History in the public interest from the Lepage Center at Villanova University
Historians & journalists
Historian Johan Mathew, a scholar of the opiate trade, speaks with Inquirer reporters Mike Newall and Audrey Whelan who have chronicled the opioid crisis in Philadelphia, June 28, 2019. Photo courtesy The Philadelphia Inquirer.
Bringing historians and journalists into closer collaboration

--The Lepage Center launched a new initiative with The Philadelphia Inquirer earlier this summer, aiming to bring historians and journalists into a closer working relationship and to infuse more historical scholarship into local reporting .

--Eight local historians and seven Inquirer journalists spent several hours together in the Inquirer newsroom on June 28, exchanging information and expertise on three critically important topics: immigration, infrastructure, and the opioid crisis.

--Participants exchanged ideas for how to establish deeper working relationships between the two professions, including using historians as quoted experts in news stories; joint events between historians and journalists in conjunction with community partners; and jointly-conceived stories that frame current issues within historical contexts.

--As an example of how journalists and historians have successfully collaborated, the June 28 event also featured a keynote conversation between political historian Heather Cox Richardson and Pulitzer Prize-winning journalist Ron Suskind . The pair co-hosted the 2017-2018 podcast " Freak Out and Carry On," produced by WBUR Boston and distributed by NPR. Cox Richardson and Suskind spoke about the benefits and challenges of their collaboration, in particular how to bridge the gap between the human interest stories journalists seek to tell, and the societal frameworks and institutional structures that historians seek to analyze.

--The event was made possible by a generous grant from The Lenfest Institute for Journalism and facilitated by the Lenfest Center for Cultural Partnerships at Drexel University . Our gratitude to both organizations for helping to launch this project.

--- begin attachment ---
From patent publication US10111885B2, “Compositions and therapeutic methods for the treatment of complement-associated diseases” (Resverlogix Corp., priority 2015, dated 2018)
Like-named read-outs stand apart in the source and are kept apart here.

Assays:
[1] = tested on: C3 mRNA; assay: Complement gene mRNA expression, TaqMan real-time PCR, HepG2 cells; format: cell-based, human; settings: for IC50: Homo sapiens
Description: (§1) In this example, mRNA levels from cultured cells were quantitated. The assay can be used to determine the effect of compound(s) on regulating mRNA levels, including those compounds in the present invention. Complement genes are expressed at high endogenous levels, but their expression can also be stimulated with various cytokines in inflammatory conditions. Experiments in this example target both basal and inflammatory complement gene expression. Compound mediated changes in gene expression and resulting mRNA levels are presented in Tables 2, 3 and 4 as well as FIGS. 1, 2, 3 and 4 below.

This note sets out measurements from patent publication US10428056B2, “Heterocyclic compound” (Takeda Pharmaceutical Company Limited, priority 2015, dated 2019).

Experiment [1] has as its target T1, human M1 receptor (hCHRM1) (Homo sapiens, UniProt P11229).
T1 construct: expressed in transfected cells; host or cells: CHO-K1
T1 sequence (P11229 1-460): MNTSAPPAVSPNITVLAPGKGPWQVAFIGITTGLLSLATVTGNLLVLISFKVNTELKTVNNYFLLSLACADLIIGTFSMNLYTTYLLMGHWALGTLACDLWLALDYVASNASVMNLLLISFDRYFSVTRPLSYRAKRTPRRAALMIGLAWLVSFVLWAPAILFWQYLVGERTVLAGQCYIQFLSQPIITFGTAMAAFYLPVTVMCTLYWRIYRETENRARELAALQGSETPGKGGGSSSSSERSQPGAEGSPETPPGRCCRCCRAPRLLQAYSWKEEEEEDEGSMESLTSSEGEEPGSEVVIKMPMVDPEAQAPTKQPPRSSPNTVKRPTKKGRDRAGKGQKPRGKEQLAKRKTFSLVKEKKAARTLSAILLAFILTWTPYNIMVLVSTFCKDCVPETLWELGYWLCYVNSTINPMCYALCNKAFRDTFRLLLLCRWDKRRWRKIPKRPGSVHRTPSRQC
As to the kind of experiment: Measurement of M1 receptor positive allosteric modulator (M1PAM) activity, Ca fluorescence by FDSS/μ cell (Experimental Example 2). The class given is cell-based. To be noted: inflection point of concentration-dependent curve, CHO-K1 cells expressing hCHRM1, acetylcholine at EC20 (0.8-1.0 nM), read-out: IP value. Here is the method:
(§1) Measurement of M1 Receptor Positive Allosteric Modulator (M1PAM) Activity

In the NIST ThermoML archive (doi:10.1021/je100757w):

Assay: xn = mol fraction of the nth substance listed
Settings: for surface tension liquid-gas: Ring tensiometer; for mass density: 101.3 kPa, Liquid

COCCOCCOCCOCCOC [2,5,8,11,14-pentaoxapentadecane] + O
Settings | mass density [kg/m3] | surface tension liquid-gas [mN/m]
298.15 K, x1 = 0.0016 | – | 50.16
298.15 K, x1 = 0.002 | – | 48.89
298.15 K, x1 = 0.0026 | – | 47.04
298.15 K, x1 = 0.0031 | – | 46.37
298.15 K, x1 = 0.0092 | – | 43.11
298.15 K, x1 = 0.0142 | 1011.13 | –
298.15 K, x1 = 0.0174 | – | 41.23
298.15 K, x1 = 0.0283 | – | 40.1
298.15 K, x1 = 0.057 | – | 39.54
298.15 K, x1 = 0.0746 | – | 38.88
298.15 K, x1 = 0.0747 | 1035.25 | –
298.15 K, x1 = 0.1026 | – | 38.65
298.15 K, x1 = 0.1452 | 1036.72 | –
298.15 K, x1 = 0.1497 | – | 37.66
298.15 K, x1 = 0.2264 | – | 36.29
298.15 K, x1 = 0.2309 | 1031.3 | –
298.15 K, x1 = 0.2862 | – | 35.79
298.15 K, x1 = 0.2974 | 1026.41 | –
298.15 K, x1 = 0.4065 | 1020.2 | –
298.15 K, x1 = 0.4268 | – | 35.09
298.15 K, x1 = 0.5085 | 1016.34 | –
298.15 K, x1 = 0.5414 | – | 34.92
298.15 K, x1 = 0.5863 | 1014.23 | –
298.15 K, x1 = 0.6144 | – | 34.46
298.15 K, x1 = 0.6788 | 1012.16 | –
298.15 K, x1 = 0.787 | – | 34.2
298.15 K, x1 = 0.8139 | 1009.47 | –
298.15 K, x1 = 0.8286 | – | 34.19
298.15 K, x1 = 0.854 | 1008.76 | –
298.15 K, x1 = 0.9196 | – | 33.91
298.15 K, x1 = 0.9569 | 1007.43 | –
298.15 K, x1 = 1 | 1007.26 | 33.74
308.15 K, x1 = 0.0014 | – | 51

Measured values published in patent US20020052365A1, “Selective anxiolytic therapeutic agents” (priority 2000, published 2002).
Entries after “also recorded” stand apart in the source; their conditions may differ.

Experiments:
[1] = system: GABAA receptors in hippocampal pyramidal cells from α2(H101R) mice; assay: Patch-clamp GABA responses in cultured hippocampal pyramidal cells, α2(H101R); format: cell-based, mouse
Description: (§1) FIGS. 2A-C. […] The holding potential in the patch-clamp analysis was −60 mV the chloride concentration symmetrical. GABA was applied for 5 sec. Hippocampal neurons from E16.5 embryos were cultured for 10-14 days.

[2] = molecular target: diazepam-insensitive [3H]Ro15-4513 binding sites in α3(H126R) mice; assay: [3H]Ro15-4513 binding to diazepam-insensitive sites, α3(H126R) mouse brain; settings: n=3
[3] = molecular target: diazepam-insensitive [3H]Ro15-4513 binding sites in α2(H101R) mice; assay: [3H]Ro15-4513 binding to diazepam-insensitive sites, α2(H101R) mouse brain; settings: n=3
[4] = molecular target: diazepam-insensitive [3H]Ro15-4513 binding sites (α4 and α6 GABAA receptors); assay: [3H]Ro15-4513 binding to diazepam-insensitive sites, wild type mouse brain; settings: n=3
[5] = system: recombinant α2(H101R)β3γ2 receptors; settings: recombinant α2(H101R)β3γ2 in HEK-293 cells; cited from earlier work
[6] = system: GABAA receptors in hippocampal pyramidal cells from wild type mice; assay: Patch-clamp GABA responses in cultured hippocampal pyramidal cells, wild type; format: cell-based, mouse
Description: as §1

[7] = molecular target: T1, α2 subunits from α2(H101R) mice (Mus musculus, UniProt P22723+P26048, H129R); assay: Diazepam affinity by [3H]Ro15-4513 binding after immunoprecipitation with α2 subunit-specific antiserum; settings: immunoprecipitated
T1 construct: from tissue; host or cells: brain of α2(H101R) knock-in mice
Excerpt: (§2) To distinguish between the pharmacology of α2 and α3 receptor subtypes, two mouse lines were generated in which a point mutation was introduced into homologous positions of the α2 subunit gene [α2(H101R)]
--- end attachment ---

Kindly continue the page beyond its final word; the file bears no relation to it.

--The Lenfest Institute recently published a wonderful write-up of the event on its Medium page that lays out how working together, historians and journalists can " help readers make sense of today's news, how it relates to the past, and how it can shape our future ."
Six upcoming events will examine how today's events revise our understandings of the past

Current events continually force us to revise our understandings of the past. This coming year, the Lepage Center will put " Revisionist History" under a microscope, examining how today's societal issues are challenging us to revise our understandings of seminal historical events.

The programs are:

  • REVISING EARLY AMERICA (September 18, 2019) – Marking the anniversary of the first slave ship arriving in 1619 and the landing of the Mayflower in 1620, we begin the academic year 2019-2020 by exploring the myths and realities surrounding our nation's origins.

  • REVISING THE CIVIL WAR (October 30, 2019) – Connecting with contemporary debates on Confederate monuments, legacies of slavery and race, we re-examine the causes of the war and its legacies today.

  • REVISING THE COLD WAR (November 6, 2019) – Connecting with contemporary debates on Russia, NATO, transatlantic alliances, and U.S. interventionism across the globe, as well as the anniversary of 1989, we ask how today's geo-politics change how we view the Cold War era.

  • REVISING THE HOLOCAUST (January 2019) – Timed with International Holocaust Remembrance Day and the anniversary of the liberation of Auschwitz, we examine the Holocaust and Holocaust education in light of anti-Semitism and genocide today.

  • REVISING WOMEN’S SUFFRAGE (March 2019) – Marking the anniversary of the 19th amendment and timed with Women’s History Month, we re-examine Women's Suffrage in light of #MeToo, the Women's March, and today's social movements.

  • REVISING THE PLANET (April 2019) – Timed with the 50th anniversary of Earth Day, we ask how our knowledge of the climate today alters how we think about our planet's past.
--Speakers for all events are being finalized and will be announced in subsequent newsletters, as well as on our website and Twitter feed. RSVP today .

--All events occur at Villanova University and run from 7:00 to 8:30 p.m. in Driscoll Auditorium.

--NEW THIS YEAR: Join us for a complimentary dessert reception following each event.
National media spotlight
The race for the Democratic nomination has brought the question of "electability" to the forefront of political conversation. Lepage Center director Jason Steinhauer examines the role of electability in presidential politics in a new column for The Washington Post.

Recent articles have chastised historians for a lack of public engagement. Lepage Center director Jason Steinhauer writes that nothing could be further from the truth, and that today the publicly engaged historian is the rule, not the exception, in an op-ed for CNN Opinion.

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